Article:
Listening In: Radio and the American Imagination
Few inventions evoke such nostalgia, such deeply personal and vivid memories as radio—from Amos ’n’ Andy and Edward R. Murrow to Wolfman Jack and Howard Stern. Listening In is the first in-depth history of how radio culture and content have kneaded and expanded the American psyche.
But Listening In is more than a history. It is also a reconsideration of what listening to radio has done to American culture in the twentieth century and how it has brought a completely new auditory dimension to our lives. Susan Douglas explores how listening has altered our day-to-day experiences and our own generational identities, cultivating different modes of listening in different eras; how radio has shaped our views of race, gender roles, ethnic barriers, family dynamics, leadership, and the generation gap. With her trademark wit, Douglas has created an eminently readable cultural history of radio.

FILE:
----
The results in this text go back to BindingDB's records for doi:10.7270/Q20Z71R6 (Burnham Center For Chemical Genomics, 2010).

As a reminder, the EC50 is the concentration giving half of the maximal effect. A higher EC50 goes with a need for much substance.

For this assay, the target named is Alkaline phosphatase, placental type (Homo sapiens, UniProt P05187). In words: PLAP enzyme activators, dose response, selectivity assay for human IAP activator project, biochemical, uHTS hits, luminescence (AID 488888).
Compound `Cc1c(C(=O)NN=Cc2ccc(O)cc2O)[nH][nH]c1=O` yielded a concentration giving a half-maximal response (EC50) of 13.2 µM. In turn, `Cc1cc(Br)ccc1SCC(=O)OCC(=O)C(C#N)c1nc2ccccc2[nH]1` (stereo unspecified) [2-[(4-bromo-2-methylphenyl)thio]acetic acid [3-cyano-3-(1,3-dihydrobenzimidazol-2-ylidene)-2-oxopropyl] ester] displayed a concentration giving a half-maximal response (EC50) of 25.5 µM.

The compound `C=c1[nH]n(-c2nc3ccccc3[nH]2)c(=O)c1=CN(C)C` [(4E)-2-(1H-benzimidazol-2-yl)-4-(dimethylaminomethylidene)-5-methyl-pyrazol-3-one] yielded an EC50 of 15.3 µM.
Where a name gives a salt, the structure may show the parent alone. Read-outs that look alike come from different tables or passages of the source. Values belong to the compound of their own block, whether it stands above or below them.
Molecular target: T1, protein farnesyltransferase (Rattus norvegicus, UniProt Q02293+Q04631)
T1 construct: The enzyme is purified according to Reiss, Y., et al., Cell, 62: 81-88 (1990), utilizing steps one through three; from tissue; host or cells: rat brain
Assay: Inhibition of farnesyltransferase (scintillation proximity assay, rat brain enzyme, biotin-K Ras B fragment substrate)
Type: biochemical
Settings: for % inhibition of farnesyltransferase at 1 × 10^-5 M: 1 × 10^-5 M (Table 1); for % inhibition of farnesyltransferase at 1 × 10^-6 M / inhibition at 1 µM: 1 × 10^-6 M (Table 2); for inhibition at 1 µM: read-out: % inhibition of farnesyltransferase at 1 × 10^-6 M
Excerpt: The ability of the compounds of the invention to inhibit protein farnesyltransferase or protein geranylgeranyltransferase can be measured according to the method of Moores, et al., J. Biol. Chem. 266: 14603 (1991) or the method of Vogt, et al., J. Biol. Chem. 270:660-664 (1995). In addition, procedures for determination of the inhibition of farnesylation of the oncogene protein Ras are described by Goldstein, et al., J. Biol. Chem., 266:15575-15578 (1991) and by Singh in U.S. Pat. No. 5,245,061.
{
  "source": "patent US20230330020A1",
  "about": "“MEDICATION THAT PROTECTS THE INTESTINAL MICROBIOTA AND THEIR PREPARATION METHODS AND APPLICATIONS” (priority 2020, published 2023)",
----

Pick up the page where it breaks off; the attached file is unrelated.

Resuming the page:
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LibraryThing ReviewUser Review - rreis - LibraryThing
I've just finished reading it. The authors proposal, set up at the intro, comes completly forward. It is very well written and articulated. I do hope the expectation expressed by the book end comes to ... Read full review
LISTENING IN: Radio and the American Imagination, from Amos 'n' Andy and Edward R. Murrow to Wolfman Jack and Howard SternUser Review - Kirkus
An informative and entertaining ride across the country and the radio dial from the 1920s to the present. Far from being simply TV's poor old mom, argues Douglas (Media and American Studies/Univ. of ... Read full review
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